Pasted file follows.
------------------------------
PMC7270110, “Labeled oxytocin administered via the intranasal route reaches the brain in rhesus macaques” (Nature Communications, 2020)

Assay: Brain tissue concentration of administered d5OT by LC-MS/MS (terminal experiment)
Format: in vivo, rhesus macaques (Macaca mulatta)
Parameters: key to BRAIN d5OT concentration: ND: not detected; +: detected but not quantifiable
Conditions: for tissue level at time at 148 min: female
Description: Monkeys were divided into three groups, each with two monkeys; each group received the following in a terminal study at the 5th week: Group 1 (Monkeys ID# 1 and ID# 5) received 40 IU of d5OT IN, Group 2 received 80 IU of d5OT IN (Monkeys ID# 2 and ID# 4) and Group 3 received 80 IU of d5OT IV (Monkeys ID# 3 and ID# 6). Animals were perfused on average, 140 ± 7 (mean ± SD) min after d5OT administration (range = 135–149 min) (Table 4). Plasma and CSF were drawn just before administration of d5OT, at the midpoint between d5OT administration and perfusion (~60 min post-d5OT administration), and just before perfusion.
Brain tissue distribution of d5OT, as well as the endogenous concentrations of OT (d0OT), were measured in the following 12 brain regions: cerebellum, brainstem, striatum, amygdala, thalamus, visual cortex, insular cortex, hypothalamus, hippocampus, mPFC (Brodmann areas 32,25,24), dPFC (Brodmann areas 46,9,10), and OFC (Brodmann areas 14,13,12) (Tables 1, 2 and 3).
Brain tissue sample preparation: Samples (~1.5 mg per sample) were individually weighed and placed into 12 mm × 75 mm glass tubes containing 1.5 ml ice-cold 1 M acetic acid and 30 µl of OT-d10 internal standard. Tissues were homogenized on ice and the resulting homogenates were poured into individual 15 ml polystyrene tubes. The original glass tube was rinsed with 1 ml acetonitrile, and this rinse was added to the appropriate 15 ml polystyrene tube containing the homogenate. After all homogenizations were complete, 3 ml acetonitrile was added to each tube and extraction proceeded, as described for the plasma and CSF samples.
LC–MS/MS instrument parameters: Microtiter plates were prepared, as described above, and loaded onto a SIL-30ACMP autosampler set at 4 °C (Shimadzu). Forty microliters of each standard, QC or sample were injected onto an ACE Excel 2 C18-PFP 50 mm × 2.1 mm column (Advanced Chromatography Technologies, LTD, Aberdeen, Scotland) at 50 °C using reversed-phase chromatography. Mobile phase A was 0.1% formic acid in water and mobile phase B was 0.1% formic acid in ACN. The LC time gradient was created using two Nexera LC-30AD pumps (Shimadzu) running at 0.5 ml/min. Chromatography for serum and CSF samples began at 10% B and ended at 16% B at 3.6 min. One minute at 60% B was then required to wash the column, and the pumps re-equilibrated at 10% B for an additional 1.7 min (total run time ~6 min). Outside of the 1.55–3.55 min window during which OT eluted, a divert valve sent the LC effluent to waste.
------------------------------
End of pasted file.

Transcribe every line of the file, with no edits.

PMC7270110, “Labeled oxytocin administered via the intranasal route reaches the brain in rhesus macaques” (Nature Communications, 2020)

Assay: Brain tissue concentration of administered d5OT by LC-MS/MS (terminal experiment)
Format: in vivo, rhesus macaques (Macaca mulatta)
Parameters: key to BRAIN d5OT concentration: ND: not detected; +: detected but not quantifiable
Conditions: for tissue level at time at 148 min: female
Description: Monkeys were divided into three groups, each with two monkeys; each group received the following in a terminal study at the 5th week: Group 1 (Monkeys ID# 1 and ID# 5) received 40 IU of d5OT IN, Group 2 received 80 IU of d5OT IN (Monkeys ID# 2 and ID# 4) and Group 3 received 80 IU of d5OT IV (Monkeys ID# 3 and ID# 6). Animals were perfused on average, 140 ± 7 (mean ± SD) min after d5OT administration (range = 135–149 min) (Table 4). Plasma and CSF were drawn just before administration of d5OT, at the midpoint between d5OT administration and perfusion (~60 min post-d5OT administration), and just before perfusion.
Brain tissue distribution of d5OT, as well as the endogenous concentrations of OT (d0OT), were measured in the following 12 brain regions: cerebellum, brainstem, striatum, amygdala, thalamus, visual cortex, insular cortex, hypothalamus, hippocampus, mPFC (Brodmann areas 32,25,24), dPFC (Brodmann areas 46,9,10), and OFC (Brodmann areas 14,13,12) (Tables 1, 2 and 3).
Brain tissue sample preparation: Samples (~1.5 mg per sample) were individually weighed and placed into 12 mm × 75 mm glass tubes containing 1.5 ml ice-cold 1 M acetic acid and 30 µl of OT-d10 internal standard. Tissues were homogenized on ice and the resulting homogenates were poured into individual 15 ml polystyrene tubes. The original glass tube was rinsed with 1 ml acetonitrile, and this rinse was added to the appropriate 15 ml polystyrene tube containing the homogenate. After all homogenizations were complete, 3 ml acetonitrile was added to each tube and extraction proceeded, as described for the plasma and CSF samples.
LC–MS/MS instrument parameters: Microtiter plates were prepared, as described above, and loaded onto a SIL-30ACMP autosampler set at 4 °C (Shimadzu). Forty microliters of each standard, QC or sample were injected onto an ACE Excel 2 C18-PFP 50 mm × 2.1 mm column (Advanced Chromatography Technologies, LTD, Aberdeen, Scotland) at 50 °C using reversed-phase chromatography. Mobile phase A was 0.1% formic acid in water and mobile phase B was 0.1% formic acid in ACN. The LC time gradient was created using two Nexera LC-30AD pumps (Shimadzu) running at 0.5 ml/min. Chromatography for serum and CSF samples began at 10% B and ended at 16% B at 3.6 min. One minute at 60% B was then required to wash the column, and the pumps re-equilibrated at 10% B for an additional 1.7 min (total run time ~6 min). Outside of the 1.55–3.55 min window during which OT eluted, a divert valve sent the LC effluent to waste.